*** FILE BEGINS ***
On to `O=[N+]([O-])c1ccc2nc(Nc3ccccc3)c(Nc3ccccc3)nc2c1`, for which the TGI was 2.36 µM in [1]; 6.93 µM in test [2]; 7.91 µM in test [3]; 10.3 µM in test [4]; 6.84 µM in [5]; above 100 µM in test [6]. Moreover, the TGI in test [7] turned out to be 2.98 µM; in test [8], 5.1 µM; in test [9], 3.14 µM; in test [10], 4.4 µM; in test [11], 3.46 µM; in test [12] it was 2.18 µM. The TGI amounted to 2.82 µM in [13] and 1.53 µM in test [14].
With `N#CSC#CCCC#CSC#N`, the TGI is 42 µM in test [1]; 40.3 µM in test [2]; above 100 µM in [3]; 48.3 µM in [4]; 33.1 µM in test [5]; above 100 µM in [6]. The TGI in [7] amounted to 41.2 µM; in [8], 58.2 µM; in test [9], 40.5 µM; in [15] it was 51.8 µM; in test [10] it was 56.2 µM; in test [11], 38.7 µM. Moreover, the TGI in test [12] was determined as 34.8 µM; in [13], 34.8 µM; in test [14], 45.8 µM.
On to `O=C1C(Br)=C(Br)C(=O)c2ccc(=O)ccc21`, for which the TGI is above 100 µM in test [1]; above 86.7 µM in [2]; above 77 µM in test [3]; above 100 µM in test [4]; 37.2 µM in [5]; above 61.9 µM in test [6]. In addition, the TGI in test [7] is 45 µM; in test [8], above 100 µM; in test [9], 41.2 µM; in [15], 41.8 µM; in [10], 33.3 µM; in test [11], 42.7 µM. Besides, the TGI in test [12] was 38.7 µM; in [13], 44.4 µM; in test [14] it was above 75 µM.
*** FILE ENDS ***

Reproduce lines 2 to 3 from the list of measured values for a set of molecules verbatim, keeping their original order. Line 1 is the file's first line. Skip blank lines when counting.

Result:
With `N#CSC#CCCC#CSC#N`, the TGI is 42 µM in test [1]; 40.3 µM in test [2]; above 100 µM in [3]; 48.3 µM in [4]; 33.1 µM in test [5]; above 100 µM in [6]. The TGI in [7] amounted to 41.2 µM; in [8], 58.2 µM; in test [9], 40.5 µM; in [15] it was 51.8 µM; in test [10] it was 56.2 µM; in test [11], 38.7 µM. Moreover, the TGI in test [12] was determined as 34.8 µM; in [13], 34.8 µM; in test [14], 45.8 µM.
On to `O=C1C(Br)=C(Br)C(=O)c2ccc(=O)ccc21`, for which the TGI is above 100 µM in test [1]; above 86.7 µM in [2]; above 77 µM in test [3]; above 100 µM in test [4]; 37.2 µM in [5]; above 61.9 µM in test [6]. In addition, the TGI in test [7] is 45 µM; in test [8], above 100 µM; in test [9], 41.2 µM; in [15], 41.8 µM; in [10], 33.3 µM; in test [11], 42.7 µM. Besides, the TGI in test [12] was 38.7 µM; in [13], 44.4 µM; in test [14] it was above 75 µM.